Mercury pro Rick Clunn makes Elite Series history on St. Johns River

In the 10-year history of the Bassmaster Elite Series, there has never been a backstage audience like the one that watched 69-year-old Team Mercury pro Rick Clunn bag his fish on Saturday.

Day 3 of the Elite Series tournament on the St. Johns River in Palatka, Florida, was coming to a close, and of the 49 anglers who had already weighed in, more than half waited at the dock for the 14-time winner to open up his live wells and transfer what was rumored to be a giant limit of largemouth into his weigh bag. Clunn did not disappoint: with his son River helping, the Missouri pro loaded 31 pounds, 7 ounces, the heaviest limit of the tournament by more than 7 pounds, and the anchor of an 81-pound, 15-ounce four-day total that propelled the four-time Bassmaster Classic winner to his first tour-level win since 2002.

"Don't ever accept that your best moments are in the past," Clunn said matter of factly after locking up the champion's trophy the next day with 19-0 to beat Mercury pro Greg Hackney (77-15) by 4 pounds. "They don't have to be. People go through times where they feel like they're not at their peak, but that doesn't mean they still won't have great moments in their life."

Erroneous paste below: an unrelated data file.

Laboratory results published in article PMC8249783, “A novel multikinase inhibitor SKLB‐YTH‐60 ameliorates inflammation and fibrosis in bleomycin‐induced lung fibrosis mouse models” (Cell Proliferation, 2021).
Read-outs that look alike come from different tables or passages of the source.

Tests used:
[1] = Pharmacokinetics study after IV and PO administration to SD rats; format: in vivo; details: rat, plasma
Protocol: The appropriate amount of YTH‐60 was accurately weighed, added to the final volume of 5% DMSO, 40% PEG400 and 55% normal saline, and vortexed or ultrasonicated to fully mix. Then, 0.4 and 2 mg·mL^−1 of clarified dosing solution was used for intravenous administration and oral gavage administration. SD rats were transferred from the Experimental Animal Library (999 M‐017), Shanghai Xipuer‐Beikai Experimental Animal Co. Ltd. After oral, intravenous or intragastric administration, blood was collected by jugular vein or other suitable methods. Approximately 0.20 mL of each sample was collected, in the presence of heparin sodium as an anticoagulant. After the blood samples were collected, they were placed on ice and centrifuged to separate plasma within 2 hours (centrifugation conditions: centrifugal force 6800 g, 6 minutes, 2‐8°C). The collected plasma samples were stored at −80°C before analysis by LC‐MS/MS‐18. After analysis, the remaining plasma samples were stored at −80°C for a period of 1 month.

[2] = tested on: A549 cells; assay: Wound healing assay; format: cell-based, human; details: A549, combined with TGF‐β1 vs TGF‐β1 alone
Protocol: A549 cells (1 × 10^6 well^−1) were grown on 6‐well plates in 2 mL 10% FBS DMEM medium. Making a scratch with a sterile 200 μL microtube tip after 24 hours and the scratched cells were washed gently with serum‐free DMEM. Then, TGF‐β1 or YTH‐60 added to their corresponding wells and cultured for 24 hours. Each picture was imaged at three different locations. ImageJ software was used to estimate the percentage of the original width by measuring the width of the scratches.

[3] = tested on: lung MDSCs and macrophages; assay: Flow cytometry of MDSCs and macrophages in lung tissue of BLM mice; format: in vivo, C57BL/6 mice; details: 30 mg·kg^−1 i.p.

Clunn has depended on Mercury outboards since before he started fishing professionally.

"I'd estimate that I've had 45 Mercury motors," Clunn said. "They have as fine a product as you can have. Bass fishermen are high maintenance on everything: We're going to push our equipment to the max, just like we push ourselves. If you're able to combine your ability with the ability of the engine, it'll do exactly what you need. It's just a perfect tool."

Hackney, who appeared to be in control of the event after weighing in a combined 56-15 over the first three days, was among the gang of anglers who lingered on the dock on Day 3, waiting for Clunn to bag his fish and weigh in. Several other anglers – including Mercury pros Skeet Reese and Britt Myers – jumped aboard neighboring boats so they could record Clunn's moment with their smart phones.

"That was one of the coolest things I've ever seen," said Reese, who carried one of Clunn's two loaded fish bags to the tanks while Clunn and River wrestled with the other. "Rick means so much to a lot of us – and to the sport in general – that we're all happy for him. That was a moment that I'll never forget."

How Clunn got it done
Clunn's road to his 14th B.A.S.S. tour-level win took him and his Mercury 250 Pro XS on a 35-minute daily run to the east side of Lake George, where he shared a shallow spawning flat with a handful of other anglers. While the majority of the 103-man field focused their energy on visually locating and presenting ultra-slow-moving baits to the St. Johns' population of giant spawning females, Clunn focused more on docks and grassy shorelines, where he fished faster-moving baits (bladed jigs and swimbaits).

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